# Explanation of $\mathbb P(X>x)$

I'm studying random variables right now and trying to wrap my head around the idea of $\mathbb P(X>x)$. I understand the idea that $\mathbb P(X=x)$ is the probability of our random variable equalling some outcome, but I'm having a little trouble grasping the inequality version. If someone could maybe provide an example/help me with some intuition that would be fantastic.

Thanks!

$\mathbb P(X > x)$ is simply the probability of the random variable $X$ being larger than some value $x$. For example, suppose a random variable $X$ can take the values $1$, $2$, $3$, or $4$ with the following probabilities: \begin{matrix} \text{Outcome}&1&2&3&4\\ \text{Probability}&0.1&0.3&0.4&0.2 \end{matrix} What is $\mathbb P(X > 2)$? It is simply the sum of probabilities of all values greater than $2$, i.e., $$\mathbb P(X > 2) = \mathbb P(X = 3) + \mathbb P(X = 4) = 0.4 + 0.2 = 0.6$$ Notice that an alternative way to find $\mathbb P(X > x)$ is $$\mathbb P(X > x) = 1 - \mathbb P(X \leq x)$$ So, now, we can find $\mathbb P(X > 2)$ as $$\mathbb P(X > 2) = 1 - \mathbb P(X \leq 2) = 1 - \left[\mathbb P(X = 1) + \mathbb P(X = 2)\right] = 1 - [0.1 + 0.3] = 1 - 0.4 = 0.6$$ Notice that in both methods, the answer is the same. However, the method you choose may vary depending on the type of problem you are trying to solve.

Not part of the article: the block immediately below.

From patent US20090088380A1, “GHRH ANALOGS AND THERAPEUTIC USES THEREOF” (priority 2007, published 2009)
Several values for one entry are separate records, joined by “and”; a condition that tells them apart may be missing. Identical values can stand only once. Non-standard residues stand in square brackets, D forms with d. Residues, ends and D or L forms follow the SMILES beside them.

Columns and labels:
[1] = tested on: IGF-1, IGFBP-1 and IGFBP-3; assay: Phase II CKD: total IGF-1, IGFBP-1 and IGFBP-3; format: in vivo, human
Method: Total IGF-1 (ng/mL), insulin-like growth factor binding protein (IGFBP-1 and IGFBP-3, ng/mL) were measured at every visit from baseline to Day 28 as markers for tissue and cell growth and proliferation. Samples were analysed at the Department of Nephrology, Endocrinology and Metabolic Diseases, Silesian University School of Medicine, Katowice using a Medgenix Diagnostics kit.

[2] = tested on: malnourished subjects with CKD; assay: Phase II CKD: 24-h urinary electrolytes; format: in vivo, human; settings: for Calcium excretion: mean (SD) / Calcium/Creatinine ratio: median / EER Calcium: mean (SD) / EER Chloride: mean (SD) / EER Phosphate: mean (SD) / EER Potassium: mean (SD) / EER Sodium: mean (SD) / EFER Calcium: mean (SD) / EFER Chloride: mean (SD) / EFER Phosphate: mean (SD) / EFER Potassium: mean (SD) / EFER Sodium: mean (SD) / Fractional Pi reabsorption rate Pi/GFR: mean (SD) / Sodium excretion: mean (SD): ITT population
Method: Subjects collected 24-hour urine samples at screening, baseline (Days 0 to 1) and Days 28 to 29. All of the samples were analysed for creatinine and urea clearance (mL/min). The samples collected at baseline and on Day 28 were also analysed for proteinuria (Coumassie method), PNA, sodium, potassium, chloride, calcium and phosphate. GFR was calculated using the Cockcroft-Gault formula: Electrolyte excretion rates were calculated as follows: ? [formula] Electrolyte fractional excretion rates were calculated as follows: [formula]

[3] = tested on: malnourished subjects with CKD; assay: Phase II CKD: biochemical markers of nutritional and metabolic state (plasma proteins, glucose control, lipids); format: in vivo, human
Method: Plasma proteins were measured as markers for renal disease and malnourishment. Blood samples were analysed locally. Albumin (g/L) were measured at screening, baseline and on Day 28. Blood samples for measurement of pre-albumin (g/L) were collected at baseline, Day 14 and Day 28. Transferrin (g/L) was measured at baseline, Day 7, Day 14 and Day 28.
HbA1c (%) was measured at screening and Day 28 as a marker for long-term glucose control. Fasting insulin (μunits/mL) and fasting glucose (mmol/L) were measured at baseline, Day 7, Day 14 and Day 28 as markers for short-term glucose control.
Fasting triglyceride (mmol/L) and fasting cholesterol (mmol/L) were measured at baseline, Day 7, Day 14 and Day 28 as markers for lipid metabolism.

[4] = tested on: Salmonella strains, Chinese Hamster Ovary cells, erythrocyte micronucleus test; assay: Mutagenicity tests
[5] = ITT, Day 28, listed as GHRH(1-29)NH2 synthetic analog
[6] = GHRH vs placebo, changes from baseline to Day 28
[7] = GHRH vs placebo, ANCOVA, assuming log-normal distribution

Actually, the probability is defined on sets from a sigma-algebra on the universe (or sample space) $\Omega$. $P(X=x)$ is a shortcut for $P(\{\omega\in\Omega|X(\omega)=x\})$.

Likewise, $P(X>x)$ is a shortcut for $P(\{\omega\in\Omega|X(\omega)>x\})$.

A event is an element of this sigma-algebra.

A real random variable is simply a (measurable) function from $\Omega$ to $\Bbb R$.

Now, for the intuitive part, throw a die, and denote by $X$ the random variable being the number that appears on the top of the die, modulo $3$. The universe if $\Omega=\{1,2,3,4,5,6\}$. The sigma-algebra is the powerset of $\Omega$ and the random variable is the function defined by

• $X(1)=1$
• $X(2)=2$
• $X(3)=0$
• $X(4)=1$
• $X(5)=2$
• $X(6)=0$

What is $P(X>0)$? Intuitively, that means the "probability that $X$ is greater than $0$", or if you prefer the "probability that $X$ is $1$ or $2$", since $X$ can only take the values $0,1,2$.

More formally, the event $X>0$ is $\{1,2,4,6\}$, so really,

$$P(X>0)=P(\{1,2,4,6\})$$

Notice that I can't tell you the exact value of this probability, because I have still not defined it: you have to define a function (more precisely, a probability measure $P$ on the sigma-algebra described above. In the finite case, you can define the probability of every elementary event, that is $P(\{1\}), P(\{2\}), \dots, P(\{6\})$. It's quite customary in the case of a die to define $P(\{\omega\})=\frac16$ for all $\omega\in\Omega$, but it's not mandatory. If you choose this probability, then

$$P(X>0)=P(\{1,2,4,6\})=\frac46=\frac23$$

Likewise,

$$P(X=0)=P(\{3,6\})=\frac26=\frac13$$

Of course, you can check that $P(X=0)+P(X>0)=1$ here, as the events are the complement of one another.